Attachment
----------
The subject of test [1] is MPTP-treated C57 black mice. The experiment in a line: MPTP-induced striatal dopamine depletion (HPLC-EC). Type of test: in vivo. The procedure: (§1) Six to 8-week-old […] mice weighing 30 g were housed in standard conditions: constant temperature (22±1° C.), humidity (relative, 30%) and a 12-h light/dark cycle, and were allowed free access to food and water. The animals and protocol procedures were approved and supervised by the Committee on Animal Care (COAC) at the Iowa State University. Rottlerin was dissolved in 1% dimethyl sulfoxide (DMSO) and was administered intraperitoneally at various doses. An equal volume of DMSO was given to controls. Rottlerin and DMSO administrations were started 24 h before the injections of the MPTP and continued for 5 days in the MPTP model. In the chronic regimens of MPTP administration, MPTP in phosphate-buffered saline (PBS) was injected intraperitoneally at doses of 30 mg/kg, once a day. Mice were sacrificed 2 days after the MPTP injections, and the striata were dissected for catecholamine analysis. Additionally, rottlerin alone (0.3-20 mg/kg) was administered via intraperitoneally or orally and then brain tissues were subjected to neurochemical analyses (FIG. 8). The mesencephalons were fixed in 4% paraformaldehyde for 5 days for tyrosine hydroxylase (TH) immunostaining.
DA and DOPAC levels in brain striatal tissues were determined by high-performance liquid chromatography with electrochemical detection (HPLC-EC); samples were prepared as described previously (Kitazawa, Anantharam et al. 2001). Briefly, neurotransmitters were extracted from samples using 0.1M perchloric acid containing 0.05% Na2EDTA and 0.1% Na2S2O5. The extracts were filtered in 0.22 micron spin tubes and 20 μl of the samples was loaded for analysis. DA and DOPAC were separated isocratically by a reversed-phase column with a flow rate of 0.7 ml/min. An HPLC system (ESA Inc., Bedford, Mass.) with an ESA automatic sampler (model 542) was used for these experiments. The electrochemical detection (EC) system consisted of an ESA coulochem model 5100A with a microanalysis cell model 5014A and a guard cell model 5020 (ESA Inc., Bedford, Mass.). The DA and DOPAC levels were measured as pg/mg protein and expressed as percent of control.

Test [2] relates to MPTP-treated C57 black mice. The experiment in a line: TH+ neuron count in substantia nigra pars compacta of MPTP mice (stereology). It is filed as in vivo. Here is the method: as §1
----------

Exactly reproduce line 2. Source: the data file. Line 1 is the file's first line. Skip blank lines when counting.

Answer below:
DA and DOPAC levels in brain striatal tissues were determined by high-performance liquid chromatography with electrochemical detection (HPLC-EC); samples were prepared as described previously (Kitazawa, Anantharam et al. 2001). Briefly, neurotransmitters were extracted from samples using 0.1M perchloric acid containing 0.05% Na2EDTA and 0.1% Na2S2O5. The extracts were filtered in 0.22 micron spin tubes and 20 μl of the samples was loaded for analysis. DA and DOPAC were separated isocratically by a reversed-phase column with a flow rate of 0.7 ml/min. An HPLC system (ESA Inc., Bedford, Mass.) with an ESA automatic sampler (model 542) was used for these experiments. The electrochemical detection (EC) system consisted of an ESA coulochem model 5100A with a microanalysis cell model 5014A and a guard cell model 5020 (ESA Inc., Bedford, Mass.). The DA and DOPAC levels were measured as pg/mg protein and expressed as percent of control.